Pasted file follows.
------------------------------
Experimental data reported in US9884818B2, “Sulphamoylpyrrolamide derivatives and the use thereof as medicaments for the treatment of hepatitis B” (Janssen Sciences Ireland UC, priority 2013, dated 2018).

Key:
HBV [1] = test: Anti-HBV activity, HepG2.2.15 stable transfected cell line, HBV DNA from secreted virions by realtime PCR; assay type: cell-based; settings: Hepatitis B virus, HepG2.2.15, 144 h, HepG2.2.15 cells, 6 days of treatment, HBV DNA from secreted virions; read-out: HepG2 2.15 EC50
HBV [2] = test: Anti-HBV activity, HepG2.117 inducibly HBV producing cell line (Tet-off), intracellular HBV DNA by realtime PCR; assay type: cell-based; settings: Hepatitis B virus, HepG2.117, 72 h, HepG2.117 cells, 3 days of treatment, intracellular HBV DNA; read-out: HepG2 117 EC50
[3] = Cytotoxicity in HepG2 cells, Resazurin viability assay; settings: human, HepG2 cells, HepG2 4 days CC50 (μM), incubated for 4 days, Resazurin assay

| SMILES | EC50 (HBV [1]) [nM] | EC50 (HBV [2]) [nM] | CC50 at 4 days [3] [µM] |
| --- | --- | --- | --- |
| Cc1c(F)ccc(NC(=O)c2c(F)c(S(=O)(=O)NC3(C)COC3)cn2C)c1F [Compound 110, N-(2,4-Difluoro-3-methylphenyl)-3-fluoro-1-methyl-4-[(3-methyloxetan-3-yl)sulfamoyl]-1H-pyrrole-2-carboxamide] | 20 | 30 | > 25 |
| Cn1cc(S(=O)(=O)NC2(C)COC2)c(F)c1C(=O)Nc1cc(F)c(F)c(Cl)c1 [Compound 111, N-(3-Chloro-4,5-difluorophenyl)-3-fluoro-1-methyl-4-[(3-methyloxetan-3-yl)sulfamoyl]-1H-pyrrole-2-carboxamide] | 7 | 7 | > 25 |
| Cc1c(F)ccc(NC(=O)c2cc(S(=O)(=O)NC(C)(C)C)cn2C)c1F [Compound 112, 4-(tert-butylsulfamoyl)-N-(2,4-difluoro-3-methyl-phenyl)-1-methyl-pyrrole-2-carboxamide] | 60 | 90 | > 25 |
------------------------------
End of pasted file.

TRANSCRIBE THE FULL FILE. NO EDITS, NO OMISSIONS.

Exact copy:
Experimental data reported in US9884818B2, “Sulphamoylpyrrolamide derivatives and the use thereof as medicaments for the treatment of hepatitis B” (Janssen Sciences Ireland UC, priority 2013, dated 2018).

Key:
HBV [1] = test: Anti-HBV activity, HepG2.2.15 stable transfected cell line, HBV DNA from secreted virions by realtime PCR; assay type: cell-based; settings: Hepatitis B virus, HepG2.2.15, 144 h, HepG2.2.15 cells, 6 days of treatment, HBV DNA from secreted virions; read-out: HepG2 2.15 EC50
HBV [2] = test: Anti-HBV activity, HepG2.117 inducibly HBV producing cell line (Tet-off), intracellular HBV DNA by realtime PCR; assay type: cell-based; settings: Hepatitis B virus, HepG2.117, 72 h, HepG2.117 cells, 3 days of treatment, intracellular HBV DNA; read-out: HepG2 117 EC50
[3] = Cytotoxicity in HepG2 cells, Resazurin viability assay; settings: human, HepG2 cells, HepG2 4 days CC50 (μM), incubated for 4 days, Resazurin assay

| SMILES | EC50 (HBV [1]) [nM] | EC50 (HBV [2]) [nM] | CC50 at 4 days [3] [µM] |
| --- | --- | --- | --- |
| Cc1c(F)ccc(NC(=O)c2c(F)c(S(=O)(=O)NC3(C)COC3)cn2C)c1F [Compound 110, N-(2,4-Difluoro-3-methylphenyl)-3-fluoro-1-methyl-4-[(3-methyloxetan-3-yl)sulfamoyl]-1H-pyrrole-2-carboxamide] | 20 | 30 | > 25 |
| Cn1cc(S(=O)(=O)NC2(C)COC2)c(F)c1C(=O)Nc1cc(F)c(F)c(Cl)c1 [Compound 111, N-(3-Chloro-4,5-difluorophenyl)-3-fluoro-1-methyl-4-[(3-methyloxetan-3-yl)sulfamoyl]-1H-pyrrole-2-carboxamide] | 7 | 7 | > 25 |
| Cc1c(F)ccc(NC(=O)c2cc(S(=O)(=O)NC(C)(C)C)cn2C)c1F [Compound 112, 4-(tert-butylsulfamoyl)-N-(2,4-difluoro-3-methyl-phenyl)-1-methyl-pyrrole-2-carboxamide] | 60 | 90 | > 25 |